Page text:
My work consists in developing a restoration software based on geomechanics and in applying it on geological case studies. The tool I am developing is RINGMecha (http://www.ring-team.org/software/ring-libraries/44-ringmecha). The final aims are to determine the validity of this restoration method for geomechanical analysis, and to compare it to other restoration methods.
Research Associate Perez-Mercader Lab, Rowland Institute
Dr. Gong Cheng is a Postdoctoral Fellow working with Dr. Juan Pérez-Mercader at Rowland Institute at Harvard, Harvard University. He earned his Ph.D. degree in Chemistry from Changchun Institute of Applied Chemistry, Chinese Academy of Science. After graduation, he worked as a postdoctoral scholar at the Pennsylvania State University. He moved to Harvard in Dec. 2017. His research interests focus on the design of innovative materials and technology for application in biomedicine and synthetic biology. Currently, his research topic in EPS at Harvard is to explore the origin of life from the chemical and materials perspective. More specifically, construction of an artificial cell or cell-like compartment to explain the formation of protocell and decode the origin of life.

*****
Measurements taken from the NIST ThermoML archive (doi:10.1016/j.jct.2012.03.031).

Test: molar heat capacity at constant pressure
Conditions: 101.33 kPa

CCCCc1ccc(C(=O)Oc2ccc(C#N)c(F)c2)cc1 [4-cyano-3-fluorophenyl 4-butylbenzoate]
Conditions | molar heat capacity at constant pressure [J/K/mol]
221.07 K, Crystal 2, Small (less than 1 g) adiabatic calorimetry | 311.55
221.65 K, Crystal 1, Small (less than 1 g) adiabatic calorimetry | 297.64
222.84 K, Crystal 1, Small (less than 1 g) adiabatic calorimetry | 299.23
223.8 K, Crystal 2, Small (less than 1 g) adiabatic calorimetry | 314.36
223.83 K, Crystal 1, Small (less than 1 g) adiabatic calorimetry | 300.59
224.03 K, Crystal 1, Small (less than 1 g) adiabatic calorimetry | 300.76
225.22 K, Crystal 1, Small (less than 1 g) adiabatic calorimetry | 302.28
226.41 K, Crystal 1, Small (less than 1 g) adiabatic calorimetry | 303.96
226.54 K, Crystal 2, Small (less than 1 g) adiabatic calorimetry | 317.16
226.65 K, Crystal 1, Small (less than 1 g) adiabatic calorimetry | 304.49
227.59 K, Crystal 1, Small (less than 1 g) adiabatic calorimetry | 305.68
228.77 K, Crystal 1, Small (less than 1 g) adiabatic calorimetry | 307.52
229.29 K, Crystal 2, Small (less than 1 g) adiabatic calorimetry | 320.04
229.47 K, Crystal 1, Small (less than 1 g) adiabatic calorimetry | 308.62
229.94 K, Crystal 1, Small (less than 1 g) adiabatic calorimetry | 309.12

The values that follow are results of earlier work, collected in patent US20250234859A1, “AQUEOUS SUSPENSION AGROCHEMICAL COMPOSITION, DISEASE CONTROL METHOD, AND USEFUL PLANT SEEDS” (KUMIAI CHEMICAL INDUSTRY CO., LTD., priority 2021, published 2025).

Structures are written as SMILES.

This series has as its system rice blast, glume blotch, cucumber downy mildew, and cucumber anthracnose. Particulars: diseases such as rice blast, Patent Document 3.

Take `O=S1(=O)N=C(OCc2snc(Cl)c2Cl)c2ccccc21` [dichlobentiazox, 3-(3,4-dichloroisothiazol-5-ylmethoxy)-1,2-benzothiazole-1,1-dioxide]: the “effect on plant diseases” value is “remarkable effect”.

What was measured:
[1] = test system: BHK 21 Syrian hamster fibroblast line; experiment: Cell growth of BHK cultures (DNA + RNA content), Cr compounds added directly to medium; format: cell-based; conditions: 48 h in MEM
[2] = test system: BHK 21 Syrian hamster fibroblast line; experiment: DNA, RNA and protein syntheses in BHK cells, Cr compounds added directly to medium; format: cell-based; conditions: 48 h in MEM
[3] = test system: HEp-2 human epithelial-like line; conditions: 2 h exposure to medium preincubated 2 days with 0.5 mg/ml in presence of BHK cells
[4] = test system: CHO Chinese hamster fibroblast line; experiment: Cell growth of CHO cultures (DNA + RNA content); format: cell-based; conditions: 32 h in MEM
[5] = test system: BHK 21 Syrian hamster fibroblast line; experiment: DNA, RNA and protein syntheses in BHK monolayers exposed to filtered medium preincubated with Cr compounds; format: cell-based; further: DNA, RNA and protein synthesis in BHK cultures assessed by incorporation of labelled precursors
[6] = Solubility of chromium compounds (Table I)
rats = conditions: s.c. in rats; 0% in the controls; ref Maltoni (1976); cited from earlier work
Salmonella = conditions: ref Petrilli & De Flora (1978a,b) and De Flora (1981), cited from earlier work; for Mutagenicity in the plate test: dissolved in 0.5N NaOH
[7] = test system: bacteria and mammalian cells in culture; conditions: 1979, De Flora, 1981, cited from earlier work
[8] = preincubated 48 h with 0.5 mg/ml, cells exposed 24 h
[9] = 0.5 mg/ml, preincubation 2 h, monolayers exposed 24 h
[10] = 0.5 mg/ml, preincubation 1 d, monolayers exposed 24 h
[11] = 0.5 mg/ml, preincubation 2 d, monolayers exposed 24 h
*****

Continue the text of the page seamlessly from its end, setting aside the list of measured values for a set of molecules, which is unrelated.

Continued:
Daniel Green is Director of the Central Bureau for Astronomical Telegrams and he is involved in research of small bodies of the solar system — particularly comets and meteors, but also minor planets. He collects and archives/publishes data on comets from observers around the world, and these data are published in the International Comet Quarterly (the world’s largest journal devoted solely to comets, which he edits) and posted at the Cometary Science Archive on its computers at EPS. He also directs the acquisition of CCD images of comets on a nightly basis using telescopes in Tibet, and those images are analyzed, measured, and archived; searching for new comets and near-earth asteroids. He is a member of the International Astronomical Union’s 13-member Committee on Small Body Nomenclature, which approves names for comets and minor planets (including trans-Neptunian objects) and their satellites. He is a member of Harvard’s Origins program, with an interest in how observational data of comets can help in the study of their origins and in the origins of the solar system. Green obtained his Ph.D. in physics and astronomy from the University of Durham (U.K.), his thesis focusing on analysis of old astronomical data in the historical literature using modern techniques, to extend our archive of useful data by centuries.